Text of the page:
This week, the Catholic world celebrates — or admonishes in some circles — the encyclical Humanae Vitae, on “human life,” a document issued by Pope Paul VI in July 1968. So much is being said on it right now, in fact, that one more voice might seem unnecessary.
But despite opinions on the encyclical being as numerous as those who either disprove or embrace it, perhaps the ordinary people in the pews can best speak to the truth, beauty and goodness of this contentious-to-some document. Undoubtedly, this declaration, which affirmed the Church’s teaching against artificial contraception, changed my life — and for the better.
At Mass at Sts. Anne and Joachim Church in Fargo this weekend, the Reverend Kyle Metzger noted in his homily focusing on the document that “Beauty speaks. Beauty needs no justification.”
I agree. When it comes to sharing the beauty of Humanae Vitae, few words are necessary. This is the way the beauty of it played out in my life, in a few simple visuals.
Our family happens to be every bit as messy as most of humanity. But in taking a step back, I am reminded that each of these individuals has brought exponential worth, variety and blessing to our family, along with a need for abundant sacrifice, to give more than we could have anticipated at journey’s beginning.
When Pope Paul VI affirmed this teaching, further dividing the culturally-influenced Church, the outcry didn’t indicate how out of touch our pope and Church were, but offered evidence that God’s Truth does not always coincide with the world’s.
In 1968, the year of my own birth, society, especially American society, was busy “throwing off the shackles of oppression” in the form of the Sexual Revolution, and many saw life without contraception as one of those shackles that needed tossing. Assuming complete control of our sexual and reproductive lives made conquering the world seem more possible than ever.
But as the saying goes, be careful what you wish for. We’ve paid the price for the “freedoms” that were promised by ditching the supposed constraints on our sexual integrity. We wanted it all, and we got it, then some. It came with an explosion of sexually transmitted disease, abortion on demand, alarming rises in suicide and mental illness, rampant addiction to alcohol, drugs, porn and other life-hampering vices, as well as confusion over our very identity, and the growing degradation of marriage and the family. These ills had been predicted by Pope Paul VI; he forecast it all based on his knowledge of natural law and human nature. And now, in our “advanced” and “enlightened” era, we are in more bondage than ever; both secular and sacred spheres agree.
Though I’d been influenced by it from the beginning of our child-rearing years, Humanae Vitae finally came before me in between our second and third child, when many near us were questioning whether we should be open to more children (not that it was their business, but plenty offered us advice on the matter). I found the teaching mind-blowing and beautiful. And I knew that we were now being given a choice. We could either accept or reject this teaching. If we’d chosen to reject it, we’d likely have only two children. It’s even possible we’d have only one child; maybe even none.
In embracing Humanae Vitae, we began to reorder our lives. Goals changed and perspectives shifted. As we embraced the Church’s teaching and rejected the world’s, despite how many around us questioned our sanity, true freedom came within view. The peace that can come only through surrendering to God in the fullest sense possible became accessible.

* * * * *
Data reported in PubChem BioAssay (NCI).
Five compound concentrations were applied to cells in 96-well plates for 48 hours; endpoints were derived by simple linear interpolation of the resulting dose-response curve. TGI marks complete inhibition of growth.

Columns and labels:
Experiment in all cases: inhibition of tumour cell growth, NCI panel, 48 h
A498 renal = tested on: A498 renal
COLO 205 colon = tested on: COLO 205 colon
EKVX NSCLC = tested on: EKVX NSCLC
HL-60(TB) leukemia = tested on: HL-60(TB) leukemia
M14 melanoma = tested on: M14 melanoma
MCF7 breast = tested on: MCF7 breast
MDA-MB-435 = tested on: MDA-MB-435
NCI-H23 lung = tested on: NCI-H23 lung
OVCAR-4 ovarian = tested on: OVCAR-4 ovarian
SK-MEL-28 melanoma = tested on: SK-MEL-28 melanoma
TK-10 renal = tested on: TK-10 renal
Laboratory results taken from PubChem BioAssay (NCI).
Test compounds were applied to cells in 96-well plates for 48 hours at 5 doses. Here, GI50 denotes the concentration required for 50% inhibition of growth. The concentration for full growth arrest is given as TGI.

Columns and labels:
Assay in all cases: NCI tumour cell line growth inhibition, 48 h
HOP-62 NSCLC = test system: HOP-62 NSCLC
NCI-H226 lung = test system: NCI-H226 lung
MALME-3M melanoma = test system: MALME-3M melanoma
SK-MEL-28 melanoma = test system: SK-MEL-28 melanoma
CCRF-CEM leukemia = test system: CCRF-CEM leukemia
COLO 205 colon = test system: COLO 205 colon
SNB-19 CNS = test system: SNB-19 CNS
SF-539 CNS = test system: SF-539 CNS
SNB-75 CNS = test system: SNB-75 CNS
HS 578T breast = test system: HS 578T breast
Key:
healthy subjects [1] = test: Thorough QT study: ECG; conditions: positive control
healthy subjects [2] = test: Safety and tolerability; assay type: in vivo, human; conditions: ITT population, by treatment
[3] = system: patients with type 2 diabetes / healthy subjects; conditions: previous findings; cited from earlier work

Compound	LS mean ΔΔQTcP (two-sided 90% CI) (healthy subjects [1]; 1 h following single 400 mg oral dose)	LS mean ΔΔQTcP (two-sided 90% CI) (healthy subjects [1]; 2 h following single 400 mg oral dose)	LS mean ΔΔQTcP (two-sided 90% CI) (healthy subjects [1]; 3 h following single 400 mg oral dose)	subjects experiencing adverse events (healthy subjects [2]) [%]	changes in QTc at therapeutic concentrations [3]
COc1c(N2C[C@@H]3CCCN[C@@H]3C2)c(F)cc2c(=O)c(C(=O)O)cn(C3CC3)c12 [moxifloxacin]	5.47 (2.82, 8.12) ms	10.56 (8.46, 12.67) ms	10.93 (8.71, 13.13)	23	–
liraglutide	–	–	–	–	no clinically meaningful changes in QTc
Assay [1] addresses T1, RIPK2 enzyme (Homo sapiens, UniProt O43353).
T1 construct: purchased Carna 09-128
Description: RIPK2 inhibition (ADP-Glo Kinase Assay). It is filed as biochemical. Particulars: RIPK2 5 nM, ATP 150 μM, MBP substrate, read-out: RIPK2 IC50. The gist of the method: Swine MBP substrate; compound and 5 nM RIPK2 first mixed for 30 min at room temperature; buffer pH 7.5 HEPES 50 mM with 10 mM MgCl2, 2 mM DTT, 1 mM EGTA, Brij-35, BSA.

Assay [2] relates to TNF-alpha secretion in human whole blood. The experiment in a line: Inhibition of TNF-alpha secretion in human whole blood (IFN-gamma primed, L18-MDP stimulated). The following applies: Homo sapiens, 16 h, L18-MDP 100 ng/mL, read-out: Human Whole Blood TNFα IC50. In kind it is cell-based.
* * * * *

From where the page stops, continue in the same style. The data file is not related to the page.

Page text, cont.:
As this teaching claimed our hearts, all of the Church’s teachings became easier to absorb and live out. This one teaching had the powerful effect of drawing us more fully into the others, and looking at everything anew.
I wouldn’t say it’s been easy. Not having any children would have been the easier route. Having one or two, while not easy, would have been easier. But I can say there are no regrets in this area of our lives. I am eternally grateful for not being wise of the world, but instead giving a nod to the wisdom of God, who beckons the little children to come to him. The Father really does know best, and I am so thankful for the Church Jesus left us so that we would not have to rely on the world’s skewed vision.
Saying “yes” to life challenges, but it also prods us to take leave of our own will and trust in God’s divine plan, in this and all other areas of life.
Marital love “is a love which is total — that very special form of personal friendship in which husband and wife generously share everything,” Humanae Vitae states, “allowing no unreasonable exceptions and not thinking solely of their own convenience. Whoever really loves his partner loves not only for what he receives, but loves that partner for the partner’s own sake, content to be able to enrich the other with the gift of himself.”
Beauty truly needs no defense. And when one notices it, one cannot help but draw close. We only have to open our eyes to see.
Humanae Vitae not only helped make us more open to having a larger family, but to be more open to people in general — to seeing each human being as a gift with untold potential, and trying diligently to live in a way that reflects that belief.
The pontiff who brought us this document will be declared a saint this coming October; to me, this speaks volumes. The Church, far from being behind the times, brings more prophetic wisdom than the world, and we would be wise to follow Her rather than the world, which fumbles and stumbles behind, slowly and agonizingly learning lessons the hard way.
Indeed, there’s a better way. It is God’s gift to us; His Church in all its bounteous blessing.
Q4U: What does “openness to life” mean to you? In what ways has following Church teaching redirected your life’s course?